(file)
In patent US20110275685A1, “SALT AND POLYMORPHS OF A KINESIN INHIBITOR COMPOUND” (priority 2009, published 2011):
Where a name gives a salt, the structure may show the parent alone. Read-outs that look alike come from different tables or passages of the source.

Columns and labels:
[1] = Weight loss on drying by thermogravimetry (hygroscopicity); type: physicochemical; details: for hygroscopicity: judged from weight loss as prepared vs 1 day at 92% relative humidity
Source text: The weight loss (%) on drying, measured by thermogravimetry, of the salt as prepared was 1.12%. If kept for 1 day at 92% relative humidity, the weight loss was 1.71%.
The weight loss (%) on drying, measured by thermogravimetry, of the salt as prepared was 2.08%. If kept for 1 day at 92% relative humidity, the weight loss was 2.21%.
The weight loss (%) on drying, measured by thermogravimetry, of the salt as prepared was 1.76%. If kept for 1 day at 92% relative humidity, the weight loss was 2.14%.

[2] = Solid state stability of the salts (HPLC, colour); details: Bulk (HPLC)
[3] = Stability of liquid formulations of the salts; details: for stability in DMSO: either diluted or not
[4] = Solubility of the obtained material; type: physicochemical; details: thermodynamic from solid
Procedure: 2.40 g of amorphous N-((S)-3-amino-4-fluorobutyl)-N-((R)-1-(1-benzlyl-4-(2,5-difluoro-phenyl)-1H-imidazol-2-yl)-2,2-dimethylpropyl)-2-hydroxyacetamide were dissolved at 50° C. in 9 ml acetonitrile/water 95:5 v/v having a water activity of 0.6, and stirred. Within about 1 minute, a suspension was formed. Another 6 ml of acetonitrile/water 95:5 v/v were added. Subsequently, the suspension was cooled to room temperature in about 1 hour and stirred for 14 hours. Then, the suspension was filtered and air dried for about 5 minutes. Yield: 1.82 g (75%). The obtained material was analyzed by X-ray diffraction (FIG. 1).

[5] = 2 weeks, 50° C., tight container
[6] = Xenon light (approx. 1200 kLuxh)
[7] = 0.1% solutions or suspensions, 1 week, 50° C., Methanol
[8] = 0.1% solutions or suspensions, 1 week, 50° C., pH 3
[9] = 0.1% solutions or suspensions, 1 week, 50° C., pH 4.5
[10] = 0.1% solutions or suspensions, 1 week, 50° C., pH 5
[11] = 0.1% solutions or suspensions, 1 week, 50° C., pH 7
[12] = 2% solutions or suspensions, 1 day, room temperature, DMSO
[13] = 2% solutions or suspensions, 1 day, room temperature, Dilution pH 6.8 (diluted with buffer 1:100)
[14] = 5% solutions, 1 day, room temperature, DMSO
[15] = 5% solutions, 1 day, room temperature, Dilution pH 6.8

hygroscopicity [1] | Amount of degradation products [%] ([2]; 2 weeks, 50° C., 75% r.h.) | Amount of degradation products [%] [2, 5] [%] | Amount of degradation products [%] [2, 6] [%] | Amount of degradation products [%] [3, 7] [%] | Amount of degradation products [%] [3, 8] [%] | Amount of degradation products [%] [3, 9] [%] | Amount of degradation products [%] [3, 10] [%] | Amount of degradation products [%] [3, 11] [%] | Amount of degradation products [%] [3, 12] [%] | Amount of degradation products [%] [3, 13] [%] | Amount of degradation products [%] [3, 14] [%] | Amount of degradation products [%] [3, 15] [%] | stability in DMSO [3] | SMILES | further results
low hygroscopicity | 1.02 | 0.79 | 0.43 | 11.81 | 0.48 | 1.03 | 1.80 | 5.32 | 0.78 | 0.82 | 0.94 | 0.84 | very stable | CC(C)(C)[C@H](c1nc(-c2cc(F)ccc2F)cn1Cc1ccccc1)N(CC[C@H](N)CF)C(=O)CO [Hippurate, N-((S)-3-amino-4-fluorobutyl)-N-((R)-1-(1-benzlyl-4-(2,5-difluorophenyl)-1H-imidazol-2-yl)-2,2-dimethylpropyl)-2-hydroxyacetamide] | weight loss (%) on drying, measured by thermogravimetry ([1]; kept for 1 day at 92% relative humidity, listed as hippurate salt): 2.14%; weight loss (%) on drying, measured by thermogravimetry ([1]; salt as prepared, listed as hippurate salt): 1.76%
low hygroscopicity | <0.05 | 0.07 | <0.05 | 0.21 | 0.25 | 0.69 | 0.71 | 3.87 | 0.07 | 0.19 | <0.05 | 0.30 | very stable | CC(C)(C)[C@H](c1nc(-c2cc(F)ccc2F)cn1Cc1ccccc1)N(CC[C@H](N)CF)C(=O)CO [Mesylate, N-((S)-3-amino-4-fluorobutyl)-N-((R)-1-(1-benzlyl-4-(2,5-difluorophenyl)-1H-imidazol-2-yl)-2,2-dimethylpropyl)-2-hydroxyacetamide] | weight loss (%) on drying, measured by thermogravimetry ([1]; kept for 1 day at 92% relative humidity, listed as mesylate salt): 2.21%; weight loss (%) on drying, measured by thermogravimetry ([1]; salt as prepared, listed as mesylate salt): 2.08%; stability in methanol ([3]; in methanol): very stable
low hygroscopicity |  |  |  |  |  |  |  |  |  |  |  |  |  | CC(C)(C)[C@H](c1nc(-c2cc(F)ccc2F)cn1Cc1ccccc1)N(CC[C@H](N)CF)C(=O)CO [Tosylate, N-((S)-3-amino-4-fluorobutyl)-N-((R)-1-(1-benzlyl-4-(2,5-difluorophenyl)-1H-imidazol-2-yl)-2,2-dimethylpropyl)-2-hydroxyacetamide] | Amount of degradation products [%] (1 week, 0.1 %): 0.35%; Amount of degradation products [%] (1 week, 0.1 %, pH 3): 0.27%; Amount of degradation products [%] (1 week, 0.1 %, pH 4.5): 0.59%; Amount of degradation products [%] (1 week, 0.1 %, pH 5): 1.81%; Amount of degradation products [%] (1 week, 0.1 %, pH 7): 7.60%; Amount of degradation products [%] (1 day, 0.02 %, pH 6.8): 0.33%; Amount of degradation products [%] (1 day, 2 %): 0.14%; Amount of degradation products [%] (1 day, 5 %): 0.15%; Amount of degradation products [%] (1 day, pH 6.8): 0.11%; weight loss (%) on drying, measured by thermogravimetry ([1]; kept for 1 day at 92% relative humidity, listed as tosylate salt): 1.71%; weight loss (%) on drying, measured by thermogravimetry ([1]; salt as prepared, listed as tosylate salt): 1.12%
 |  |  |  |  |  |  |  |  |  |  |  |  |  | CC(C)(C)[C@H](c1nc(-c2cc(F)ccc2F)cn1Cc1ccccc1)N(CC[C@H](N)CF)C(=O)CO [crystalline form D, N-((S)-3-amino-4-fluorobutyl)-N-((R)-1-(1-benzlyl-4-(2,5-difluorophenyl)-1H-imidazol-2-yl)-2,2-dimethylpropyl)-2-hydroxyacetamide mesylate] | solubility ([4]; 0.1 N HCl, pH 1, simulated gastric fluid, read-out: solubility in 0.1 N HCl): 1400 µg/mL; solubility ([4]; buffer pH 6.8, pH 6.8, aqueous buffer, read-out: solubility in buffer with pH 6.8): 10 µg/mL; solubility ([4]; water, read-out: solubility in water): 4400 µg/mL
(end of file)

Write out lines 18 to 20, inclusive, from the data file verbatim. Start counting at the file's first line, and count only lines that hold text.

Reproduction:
[11] = 0.1% solutions or suspensions, 1 week, 50° C., pH 7
[12] = 2% solutions or suspensions, 1 day, room temperature, DMSO
[13] = 2% solutions or suspensions, 1 day, room temperature, Dilution pH 6.8 (diluted with buffer 1:100)